The Japanese had rented two hotel rooms, and we moved back and forth for each meeting.  That was so none of the house church leaders would have contact with the other and then, if arrested, they could plausibly deny having met the others.  I had brought some of my books in Chinese as well, and had autographed them.  Bad move.  I had to tear out the autograph page.  Otherwise, if arrested, they would have evidence of having contacted a Westerner, increasing their prison sentence.

We were supposed to meet with Pastor Yuan, a renowned figure who is one of four founders of the house church movement.  He helped get the whole thing going.  Billy Graham visited his home in 1994, and he has worldwide recognition.  Alas, he called during the interviews to report that because of the Communist Party meeting, authorities had forbidden him to see us.

We had been meeting in stuffy rooms that smelled of insecticide.  Windows stayed closed, as a precaution against eavesdroppers, and Janet and I were both feeling worse and worse.  I remember thinking, “Philip, there is nothing you have ever experienced that is comparable in any way to the hardship these folks have gone through, just because they follow Jesus.  So stiffen up and get through it.” Just as we were wrapping up the evening, and I was hoping to stop by a pharmacist to treat our sinus problems, the phone rang.  It was Pastor Yuan and his wife, downstairs at the hotel desk.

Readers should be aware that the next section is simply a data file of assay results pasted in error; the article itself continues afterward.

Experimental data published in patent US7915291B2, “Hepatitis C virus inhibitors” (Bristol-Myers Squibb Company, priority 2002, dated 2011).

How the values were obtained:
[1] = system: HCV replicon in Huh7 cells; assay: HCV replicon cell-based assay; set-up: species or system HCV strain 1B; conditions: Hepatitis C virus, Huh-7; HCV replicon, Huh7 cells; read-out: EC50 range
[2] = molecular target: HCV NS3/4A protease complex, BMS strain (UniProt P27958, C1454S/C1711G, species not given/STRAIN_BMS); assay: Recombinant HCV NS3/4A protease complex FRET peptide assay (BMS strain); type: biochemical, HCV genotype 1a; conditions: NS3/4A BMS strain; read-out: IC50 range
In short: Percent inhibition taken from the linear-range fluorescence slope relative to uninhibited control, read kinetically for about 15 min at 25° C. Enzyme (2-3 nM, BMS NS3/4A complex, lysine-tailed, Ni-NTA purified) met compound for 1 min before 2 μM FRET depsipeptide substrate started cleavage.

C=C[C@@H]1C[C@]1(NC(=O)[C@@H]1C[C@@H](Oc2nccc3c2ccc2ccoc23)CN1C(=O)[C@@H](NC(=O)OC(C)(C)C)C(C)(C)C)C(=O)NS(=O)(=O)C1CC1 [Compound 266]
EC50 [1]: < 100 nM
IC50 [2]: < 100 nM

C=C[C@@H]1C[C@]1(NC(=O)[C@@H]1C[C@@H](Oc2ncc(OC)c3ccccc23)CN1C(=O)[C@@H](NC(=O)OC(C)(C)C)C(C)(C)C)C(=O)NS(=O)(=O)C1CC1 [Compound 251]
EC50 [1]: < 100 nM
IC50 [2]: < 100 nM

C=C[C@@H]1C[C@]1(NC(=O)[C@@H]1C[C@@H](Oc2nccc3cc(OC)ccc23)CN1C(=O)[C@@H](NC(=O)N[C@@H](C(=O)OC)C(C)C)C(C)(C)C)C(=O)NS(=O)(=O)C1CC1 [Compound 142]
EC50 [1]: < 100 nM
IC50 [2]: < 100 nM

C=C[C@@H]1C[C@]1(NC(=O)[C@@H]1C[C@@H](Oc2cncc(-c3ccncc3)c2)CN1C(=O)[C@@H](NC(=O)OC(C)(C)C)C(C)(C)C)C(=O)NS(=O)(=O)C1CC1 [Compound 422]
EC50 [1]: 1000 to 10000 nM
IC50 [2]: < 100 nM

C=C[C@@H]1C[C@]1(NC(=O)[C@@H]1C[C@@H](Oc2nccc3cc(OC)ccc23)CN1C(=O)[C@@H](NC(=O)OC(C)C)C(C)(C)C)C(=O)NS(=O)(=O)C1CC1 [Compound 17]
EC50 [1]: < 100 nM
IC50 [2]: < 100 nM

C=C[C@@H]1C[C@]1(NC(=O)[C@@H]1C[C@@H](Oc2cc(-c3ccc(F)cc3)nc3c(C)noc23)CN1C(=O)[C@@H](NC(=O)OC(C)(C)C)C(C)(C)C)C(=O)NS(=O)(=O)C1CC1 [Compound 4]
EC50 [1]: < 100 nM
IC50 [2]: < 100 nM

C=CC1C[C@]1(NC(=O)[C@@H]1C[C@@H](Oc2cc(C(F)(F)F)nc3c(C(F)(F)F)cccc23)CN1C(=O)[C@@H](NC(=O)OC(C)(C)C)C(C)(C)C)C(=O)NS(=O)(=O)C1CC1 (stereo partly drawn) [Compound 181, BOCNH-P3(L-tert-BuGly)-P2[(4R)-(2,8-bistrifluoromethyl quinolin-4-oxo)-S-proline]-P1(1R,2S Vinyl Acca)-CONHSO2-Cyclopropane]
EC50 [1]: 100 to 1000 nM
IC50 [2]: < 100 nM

Our hosts got rather agitated, for Pastor Yuan had doubtless been followed.  They hurried everyone else out of the room, and in a few minutes the Yuans appeared.  Pastor Yuan is a sprightly senior citizen.  He had decided to defy the ban and meet with a foreigner anyway.  “I’m 90 years old and I’ve spent 22 years in prison—what are they going to do to me?” he said with a grin.  He gave me a DVD that showed the 453 Chinese believers he baptized in 2003.

It was a strange interview, because Yuan is probably 89 percent deaf.  You have to shout questions at him (he speaks good English), and even then he gets them wrong.  This was not good for my throat, believe me.  What a man, though.

Yuan spent his 22 prison years up by the Russian border, linking boxcars as hard labor.  He tells of God’s miraculous provision during those days.  First, he linked one million boxcars and never had an injury—the prison often assigned that duty to people they wanted to get rid of.  Second, even though he was near Siberia and had no winter clothing, he never got sick, in 22 years.  He came out with stronger faith than when he went in.  How many times must he have wondered, like Joseph, what in the world God had in store for him.  Yet now he’s the patriarch of what may be the largest Christian community in the world—this in an atheist state that did all it could to stamp out the faith.

My head was spinning on the way home a day later, and not just from the sinus congestion.  The 26-year-old Wheaton graduate teaching English, the rich businessmen hosting their peers at an exclusive club, a church representing 60 nations thriving in a country that won’t allow its own citizens to attend, and 80 million “invisible” Christians who have much to teach us about living in “the city of God” and “the city of man” simultaneously—we got a good sampling of the Body of Christ, all in one week.

Copyright © 2004 by Philip Yancey